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Port of LevelDB to Java
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LevelDB in Java

This is a rewrite (port) of LevelDB in Java. This goal is to have a feature complete implementation that is within 10% of the performance of the C++ original and produces byte-for-byte exact copies of the C++ code.

Current status

Currently the code base is basically functional, but only trivially tested. In some places, this code is a literal conversion of the C++ code and in others it has been converted to a more natural Java style. The plan is to leave the code closer to the C++ original until the baseline performance has been established.

DB implementation

  • Get, put, delete, batch writes and iteration implemented
  • Snapshots implemented (needs testing)
  • TX logging and recovery


  • MemTables implemented
  • Read and write tables
  • Read and write blocks
  • Supports Snappy compression
  • Supports CRC32c checksums


  • MemTable to Level0 compaction
  • Version persistence and VersionSet management
  • Read and write log files
  • Level0 compaction
  • Arbitrary range compaction
  • Compaction scheduling

Implementation Nodes


The iterator intensive design of this code comes directly from the C++ code. LevelDB can most easily described follows:

  • DB merge Iterator
    • MemTable iterator
    • Immutable MemTable iterator (the one being compacted)
    • Version merge iterator
      • Level0 merge iterator over files
        • Table merge iterator
          • Block iterator
      • Level1 concat iterator over files
        • Table merge iterator
          • Block iterator
      • ...
      • LevelN concat iterator over files
        • Table merge iterator
          • Block iterator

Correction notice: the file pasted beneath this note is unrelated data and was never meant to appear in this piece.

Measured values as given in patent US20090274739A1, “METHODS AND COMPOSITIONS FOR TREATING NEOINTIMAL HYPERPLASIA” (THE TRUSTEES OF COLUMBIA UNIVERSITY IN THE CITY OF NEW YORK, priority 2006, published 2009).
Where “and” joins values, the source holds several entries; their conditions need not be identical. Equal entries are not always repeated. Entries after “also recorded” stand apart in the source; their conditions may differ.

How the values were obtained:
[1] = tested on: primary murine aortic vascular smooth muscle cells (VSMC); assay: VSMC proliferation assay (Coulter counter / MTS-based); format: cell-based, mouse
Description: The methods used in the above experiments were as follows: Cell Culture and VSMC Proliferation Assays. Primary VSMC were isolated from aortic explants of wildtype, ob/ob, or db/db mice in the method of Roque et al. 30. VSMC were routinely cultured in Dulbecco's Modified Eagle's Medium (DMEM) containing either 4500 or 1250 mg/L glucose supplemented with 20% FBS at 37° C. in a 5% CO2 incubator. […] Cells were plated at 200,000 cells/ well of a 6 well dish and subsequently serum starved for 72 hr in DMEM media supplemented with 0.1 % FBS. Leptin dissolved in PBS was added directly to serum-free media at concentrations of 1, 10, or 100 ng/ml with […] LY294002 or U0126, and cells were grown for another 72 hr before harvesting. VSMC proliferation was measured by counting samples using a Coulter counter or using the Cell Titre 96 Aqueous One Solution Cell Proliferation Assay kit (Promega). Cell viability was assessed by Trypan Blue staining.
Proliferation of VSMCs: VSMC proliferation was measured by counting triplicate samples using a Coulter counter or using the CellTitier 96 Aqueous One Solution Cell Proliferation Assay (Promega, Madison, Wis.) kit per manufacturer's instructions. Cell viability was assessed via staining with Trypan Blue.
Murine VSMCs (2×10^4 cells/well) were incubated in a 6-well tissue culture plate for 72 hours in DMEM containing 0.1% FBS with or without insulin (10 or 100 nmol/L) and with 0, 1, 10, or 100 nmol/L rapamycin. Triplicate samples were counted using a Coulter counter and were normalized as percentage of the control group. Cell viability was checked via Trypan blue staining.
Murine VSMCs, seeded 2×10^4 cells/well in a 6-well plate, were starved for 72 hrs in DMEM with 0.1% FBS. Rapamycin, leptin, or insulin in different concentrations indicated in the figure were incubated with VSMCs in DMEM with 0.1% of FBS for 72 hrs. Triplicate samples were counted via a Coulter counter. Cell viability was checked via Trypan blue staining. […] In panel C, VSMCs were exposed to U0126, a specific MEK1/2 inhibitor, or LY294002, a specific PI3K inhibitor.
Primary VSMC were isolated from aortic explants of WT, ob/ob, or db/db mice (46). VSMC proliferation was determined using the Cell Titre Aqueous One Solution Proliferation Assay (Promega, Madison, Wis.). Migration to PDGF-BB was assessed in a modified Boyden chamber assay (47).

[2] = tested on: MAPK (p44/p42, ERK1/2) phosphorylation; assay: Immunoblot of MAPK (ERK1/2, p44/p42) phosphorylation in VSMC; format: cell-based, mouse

As you can see it is easy to get lost in these deeply nested data structures. In addition to these iterators from the original C++ code, this code wraps the DB merge iterator with a snapshot filtering iterator and finally a transforming iterator to convert InternalKeys into the keys in the user space.


Currently the code uses Netty ChannelBuffers internally. This is mainly because the Java ByteBuffer interface is so unfriendly. ChannelBuffers are not really ideal for this code, either and a custom solution needs to be considered

Thread safety

None of the locking code from the original C++ was translated into Java largely because Java and C++ concurrent primitives and data structures are so different. Once the compaction is in place it should be more clear how to make the DB implementation thread safe and concurrent.

Memory usage

Since the code is a fairly literal translation of the original C++, the memory usage is more restrained that most Java code, but further work need to be done around clean up of abandoned user objects (like Snapshots). The code also sometimes makes extra copies of buffers due to the ChannelBuffer, ByteBuffer and byte[] impedance. Over time, the code should be tuned to reduce GC impact (the most problematic code is the skip list in the memtable which may need to be rewritten). Of course, all of this must be verified in a profiler.



There has been no performance tests yet.

  • Port C++ performance benchmark to Java
  • Establish performance base line against:


The user APIs have not really been started yet, but there are a few ideas on the drawing-board already.

  • Factory/maker API for opening and creating databases (like Guava)
  • Low-level simple buffer only API
  • High-level java.util.Map like or full map wrapper with serialization support
  • SPI for UserComparator


  • Need logging interface
  • Need iterator structure inspector for easier debugging
  • All buffers must be in little endian
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